On a more positive note, once you have the crossover pieces topstitched together, they don’t move or gape as you wear the top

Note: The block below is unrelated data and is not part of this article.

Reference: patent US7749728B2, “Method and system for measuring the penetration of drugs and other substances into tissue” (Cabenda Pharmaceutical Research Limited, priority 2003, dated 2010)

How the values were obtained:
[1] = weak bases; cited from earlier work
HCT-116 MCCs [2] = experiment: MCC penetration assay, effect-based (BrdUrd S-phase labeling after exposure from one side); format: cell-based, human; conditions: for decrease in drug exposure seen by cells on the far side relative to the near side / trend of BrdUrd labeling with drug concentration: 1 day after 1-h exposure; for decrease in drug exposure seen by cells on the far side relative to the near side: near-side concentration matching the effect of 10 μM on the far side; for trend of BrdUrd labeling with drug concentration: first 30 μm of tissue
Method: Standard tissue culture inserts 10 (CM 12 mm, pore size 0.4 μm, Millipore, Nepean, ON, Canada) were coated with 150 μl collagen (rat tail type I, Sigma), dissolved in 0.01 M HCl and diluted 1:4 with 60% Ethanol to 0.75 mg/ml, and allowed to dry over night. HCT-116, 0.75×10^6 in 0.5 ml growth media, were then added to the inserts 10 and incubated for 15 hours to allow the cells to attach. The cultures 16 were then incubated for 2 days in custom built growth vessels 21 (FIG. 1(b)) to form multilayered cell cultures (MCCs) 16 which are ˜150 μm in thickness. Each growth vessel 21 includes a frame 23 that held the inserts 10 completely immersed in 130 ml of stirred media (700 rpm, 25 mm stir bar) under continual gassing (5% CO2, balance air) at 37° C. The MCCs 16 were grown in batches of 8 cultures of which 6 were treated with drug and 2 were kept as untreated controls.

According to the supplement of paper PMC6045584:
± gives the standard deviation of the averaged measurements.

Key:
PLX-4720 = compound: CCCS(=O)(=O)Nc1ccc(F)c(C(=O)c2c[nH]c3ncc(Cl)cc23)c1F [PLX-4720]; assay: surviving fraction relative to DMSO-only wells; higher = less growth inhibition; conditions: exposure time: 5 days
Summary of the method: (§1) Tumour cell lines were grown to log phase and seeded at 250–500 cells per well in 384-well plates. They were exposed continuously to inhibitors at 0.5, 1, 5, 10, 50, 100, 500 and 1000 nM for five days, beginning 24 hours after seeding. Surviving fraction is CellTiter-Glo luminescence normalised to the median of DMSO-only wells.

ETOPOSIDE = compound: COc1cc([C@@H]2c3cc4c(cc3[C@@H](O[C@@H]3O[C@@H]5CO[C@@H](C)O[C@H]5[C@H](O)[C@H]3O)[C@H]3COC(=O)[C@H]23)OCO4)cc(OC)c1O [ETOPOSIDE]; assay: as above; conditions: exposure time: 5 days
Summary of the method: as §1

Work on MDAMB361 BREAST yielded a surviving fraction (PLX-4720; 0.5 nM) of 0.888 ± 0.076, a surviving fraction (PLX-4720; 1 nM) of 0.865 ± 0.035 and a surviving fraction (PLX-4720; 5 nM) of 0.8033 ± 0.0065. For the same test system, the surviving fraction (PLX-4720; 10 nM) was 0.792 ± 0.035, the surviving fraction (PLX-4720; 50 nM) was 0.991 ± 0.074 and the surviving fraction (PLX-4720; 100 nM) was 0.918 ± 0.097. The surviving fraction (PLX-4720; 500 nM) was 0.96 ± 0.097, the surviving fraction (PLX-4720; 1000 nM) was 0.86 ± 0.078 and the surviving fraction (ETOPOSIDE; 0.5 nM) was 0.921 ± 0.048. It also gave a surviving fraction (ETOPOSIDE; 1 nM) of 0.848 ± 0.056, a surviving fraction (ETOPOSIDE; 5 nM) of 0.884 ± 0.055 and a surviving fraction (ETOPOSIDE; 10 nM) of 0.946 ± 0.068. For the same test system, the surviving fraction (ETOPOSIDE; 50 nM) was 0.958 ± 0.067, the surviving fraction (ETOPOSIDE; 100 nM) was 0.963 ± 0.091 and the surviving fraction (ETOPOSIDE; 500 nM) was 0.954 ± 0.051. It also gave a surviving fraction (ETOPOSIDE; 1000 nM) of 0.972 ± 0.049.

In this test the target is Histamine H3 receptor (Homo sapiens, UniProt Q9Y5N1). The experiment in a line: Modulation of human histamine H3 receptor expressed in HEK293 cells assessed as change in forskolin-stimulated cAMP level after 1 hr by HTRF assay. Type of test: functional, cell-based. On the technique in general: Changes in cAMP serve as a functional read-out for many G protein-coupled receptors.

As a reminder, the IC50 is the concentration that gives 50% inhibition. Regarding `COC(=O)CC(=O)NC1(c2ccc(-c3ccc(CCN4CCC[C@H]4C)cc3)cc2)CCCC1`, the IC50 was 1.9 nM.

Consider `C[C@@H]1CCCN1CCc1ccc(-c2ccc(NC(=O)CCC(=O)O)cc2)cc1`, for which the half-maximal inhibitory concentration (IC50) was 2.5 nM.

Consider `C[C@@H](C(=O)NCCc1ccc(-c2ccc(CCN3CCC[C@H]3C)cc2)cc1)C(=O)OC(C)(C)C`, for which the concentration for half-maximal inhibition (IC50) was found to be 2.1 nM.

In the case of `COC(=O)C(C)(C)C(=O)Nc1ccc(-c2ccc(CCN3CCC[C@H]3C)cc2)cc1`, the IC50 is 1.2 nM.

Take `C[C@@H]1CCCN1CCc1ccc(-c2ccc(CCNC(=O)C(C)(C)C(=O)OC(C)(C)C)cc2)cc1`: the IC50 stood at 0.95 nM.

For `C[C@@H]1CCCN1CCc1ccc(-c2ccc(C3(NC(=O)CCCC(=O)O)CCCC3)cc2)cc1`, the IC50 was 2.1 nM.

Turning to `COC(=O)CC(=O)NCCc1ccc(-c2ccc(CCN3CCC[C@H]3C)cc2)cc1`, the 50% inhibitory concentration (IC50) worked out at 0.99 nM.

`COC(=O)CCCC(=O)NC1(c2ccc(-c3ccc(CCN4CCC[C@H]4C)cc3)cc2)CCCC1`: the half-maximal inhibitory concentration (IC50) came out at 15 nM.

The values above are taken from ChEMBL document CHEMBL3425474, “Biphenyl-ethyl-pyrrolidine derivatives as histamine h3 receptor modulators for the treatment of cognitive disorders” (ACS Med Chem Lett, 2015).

The shape of this blouse is incredibly flattering, and I will definitely be sewing this pattern again. As I mentioned earlier on in my post, I was torn between style B and C of the pattern.  So, I took a look at my current wardrobe and decided I wanted to create a new piece, one which I would have the opportunity to wear often. In the end, I made view C with long floaty sleeves and skipped the elastic at the cuff.  I feel this gives the top a bit more of a boho look. This sleeve type shows off the fine-looking drape of the fabric, and it is a sleeve which is also on trend for this season. The floral pattern I feel makes this blouse both compatible with jeans or formal dress trousers.